FAE is excited to have five mixed media works on paper from the estate of one of Texas’ most interesting polymaths, Dr. Jean Andrews, The Pepper Lady. Jean Andrews (1923-2010), was enamored with the natural world, and when she saw something in nature that interested her, she would generally become expert enough in the field to write a scholarly monograph on the subject. And, in addition to researching and writing the book, she would often create her own expertly rendered paintings, graphite and gouache drawings, and/or photographs to illustrate them.
Although she authored books on The Texas Bluebonnet (UT Press, 1986), Seashells of the Texas Coast (UT Press, 1972), and American Wildflower Florilegium (University of North Texas [UNT] Press, 1992), she was best known for her books on Peppers. Her most successful being, Peppers, The Domesticated Capsicums, published by University of Texas (UT) Press in 1984. It was considered “THE” book on peppers because, in addition to carefully illustrating each pepper plant so it showed the life cycle of each type of pepper from flower bud to mature pepper, it included scientific, cultural, and historical information. The book was so popular, the publisher produced two subsequent editions. She became known by pepper aficionados as “The Pepper Lady”.
In the Summer of 2010, in issue 86 of the American Botanical Councils publication, HerbalGram, The Journal of the American Botanical Council, Kelly E. Lindner wrote a scholarly memorial to Dr. Jean Andrews, The Pepper Lady titled: Jean Andrews (1923-2010)
The following two illustrations were drawn for Dr. Andrew’s best known book: Peppers, The Domesticated Capsicums
UT Press, Austin
Plate 12 Floral Gem
The images above and below are details of Floral Gem. They show Dr. Andrews intention to show the development of the pepper from flower bud to fully developed pepper in a single illustration. All of the illustrations she made for this book convey this concept.
Below is the second illustration
Plate 29 Datil
A detail of Plate 29 Datil
The next three illustrations are from the book: American Wildflower Florilegium
Cheryl McClure has always enjoyed the advantages abstract painting allows. Instead of being bound by the confines plein air landscape painting imposes, she is much happier letting the memory and feel of a place inform the direction her abstract paintings ultimately take. She is interested in the formal elements of surface, color relationships, and the design aspects of a painted surface rather than just rendering her version of reality. By following this path, Cheryl has truly found freedom through abstraction.
In 1945, Cheryl D. McClure was born in the small town of Hugo, Oklahoma, located just across the Red River from Paris, Texas. As opposed to many children who become artists, she did not spend all her spare time drawing or even showing much interest in art as a young child. However, when art did start to interest her, she remembered that from a very early age, she was oddly more interested in the shapes and colors that formed the subject of an artwork, than the actual subject itself.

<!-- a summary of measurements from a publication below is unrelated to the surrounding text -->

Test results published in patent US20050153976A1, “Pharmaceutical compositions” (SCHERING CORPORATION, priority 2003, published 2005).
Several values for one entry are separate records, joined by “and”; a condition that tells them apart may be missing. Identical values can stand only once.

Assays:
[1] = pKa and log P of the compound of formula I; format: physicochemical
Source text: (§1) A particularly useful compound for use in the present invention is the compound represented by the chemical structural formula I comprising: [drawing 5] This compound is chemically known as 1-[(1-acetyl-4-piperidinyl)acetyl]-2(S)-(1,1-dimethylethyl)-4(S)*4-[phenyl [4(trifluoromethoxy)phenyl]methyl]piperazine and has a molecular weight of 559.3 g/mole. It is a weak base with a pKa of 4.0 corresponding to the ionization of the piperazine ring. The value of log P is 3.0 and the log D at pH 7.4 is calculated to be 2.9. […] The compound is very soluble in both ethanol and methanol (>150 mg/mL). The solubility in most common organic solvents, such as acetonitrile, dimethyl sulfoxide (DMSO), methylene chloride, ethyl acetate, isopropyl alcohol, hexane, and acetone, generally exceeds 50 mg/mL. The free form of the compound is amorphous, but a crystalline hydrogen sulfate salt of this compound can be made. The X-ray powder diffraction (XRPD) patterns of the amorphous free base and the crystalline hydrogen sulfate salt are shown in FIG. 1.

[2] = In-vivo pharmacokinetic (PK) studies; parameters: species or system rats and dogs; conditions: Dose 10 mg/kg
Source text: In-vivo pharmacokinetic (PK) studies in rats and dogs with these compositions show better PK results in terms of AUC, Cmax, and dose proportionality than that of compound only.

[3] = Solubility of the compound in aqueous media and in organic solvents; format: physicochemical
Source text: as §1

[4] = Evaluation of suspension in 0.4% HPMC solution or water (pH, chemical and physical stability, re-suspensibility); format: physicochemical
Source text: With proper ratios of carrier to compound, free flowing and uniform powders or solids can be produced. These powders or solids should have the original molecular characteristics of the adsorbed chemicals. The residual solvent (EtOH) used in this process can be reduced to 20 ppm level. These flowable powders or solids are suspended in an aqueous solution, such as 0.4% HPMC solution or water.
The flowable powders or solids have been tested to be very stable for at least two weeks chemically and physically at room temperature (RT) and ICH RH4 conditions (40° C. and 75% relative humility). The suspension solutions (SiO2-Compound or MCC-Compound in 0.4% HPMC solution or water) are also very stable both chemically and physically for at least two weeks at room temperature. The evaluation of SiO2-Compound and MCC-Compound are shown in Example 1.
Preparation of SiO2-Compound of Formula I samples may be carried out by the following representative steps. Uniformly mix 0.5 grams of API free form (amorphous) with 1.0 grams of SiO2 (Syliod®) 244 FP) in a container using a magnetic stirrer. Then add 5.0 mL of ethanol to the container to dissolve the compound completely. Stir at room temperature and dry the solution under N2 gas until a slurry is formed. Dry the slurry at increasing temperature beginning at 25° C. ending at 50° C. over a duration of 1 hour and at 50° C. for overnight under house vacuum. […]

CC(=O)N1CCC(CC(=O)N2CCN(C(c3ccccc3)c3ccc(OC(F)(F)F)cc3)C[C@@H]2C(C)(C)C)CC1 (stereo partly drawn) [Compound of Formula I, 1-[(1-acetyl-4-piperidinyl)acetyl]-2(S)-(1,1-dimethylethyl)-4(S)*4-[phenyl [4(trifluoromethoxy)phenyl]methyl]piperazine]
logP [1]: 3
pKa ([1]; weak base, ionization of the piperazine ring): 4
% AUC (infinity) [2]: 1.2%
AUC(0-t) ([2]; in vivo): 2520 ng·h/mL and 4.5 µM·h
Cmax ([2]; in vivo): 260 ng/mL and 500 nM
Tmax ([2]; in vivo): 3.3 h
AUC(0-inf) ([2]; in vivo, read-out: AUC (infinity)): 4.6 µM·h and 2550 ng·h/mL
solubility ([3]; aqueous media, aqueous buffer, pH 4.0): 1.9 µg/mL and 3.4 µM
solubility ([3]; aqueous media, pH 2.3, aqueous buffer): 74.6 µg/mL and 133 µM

At the age of 8, she decided that she would like to try her hand at painting, so her father signed her up for the only art class in town. He bought her the required artist materials, and she joined the class. To her utter disappointment, she discovered that the only painting taught in this class was how to paint my number.
Finding One’s Passion:
In her early 20’s she moved to Longview, Texas and started to involve herself as a volunteer at the Longview Museum of Fine Arts. She also started attending lectures and demonstrations sponsored by the East Texas Fine Arts Association. Cheryl said of this period that she learned a great deal about art and artists, and this interaction inspired her to attend a watercolor class associated with ETFAA. She found watercolor tedious because to do it well required a lot of compositional preplanning, but it also showed her the importance of negative space.
Developing a Studio Practice:
On her own, she explored working in other mediums like charcoal and pastel. The medium she ultimately gravitated to was acrylic. This medium allowed her to quickly layer and texture the paint on a support without having to wait the long periods between applications, that oil paint would often require. This allowed her to be more gestural and spontaneous with her paint application, an approach better suited to her preferred studio practice.
When Cheryl paints with acrylic on canvas, she does so quickly, allowing her feelings to be expressed with determined gestural strokes. After reaching a point of indecision, she will stop and spend time studying where the painting stands and determining what is needed next to advance it towards completion. She then repeats this process until the elements of color, texture, and their relationships harmonize.
In 2005, she discovered Encaustic. Cheryl was excited by how quickly a layer of wax would cool and harden, allowing her to quickly apply another translucent wax layer of color and add texture. Although it was not as freeing as using acrylic pigments, it provided another medium that was sympathetic to her preferred working method. This became another compatible medium for her to use in her quest to find freedom through abstraction.
She became well known as an artist and arts patron in Longview, ultimately living there for 41 years. As her reputation grew, she developed long-term relationships with 5 galleries around the country. In addition to an extensive exhibition history, she is asked to teach painting workshops and her work is often used to illustrate books.
I asked Cheryl what things she was most proud of in her artistic career to date. She quickly listed three things:
One of the books that was most influential on her as an artist was, A Fine Artist’s guide to Expanding Your Creativity. She was thrilled when one of her paintings was chosen to be on the cover of its updated edition titled, The New Creative Artist, Revised, Expanded Edition, a Guide to Developing your Creative Spirit.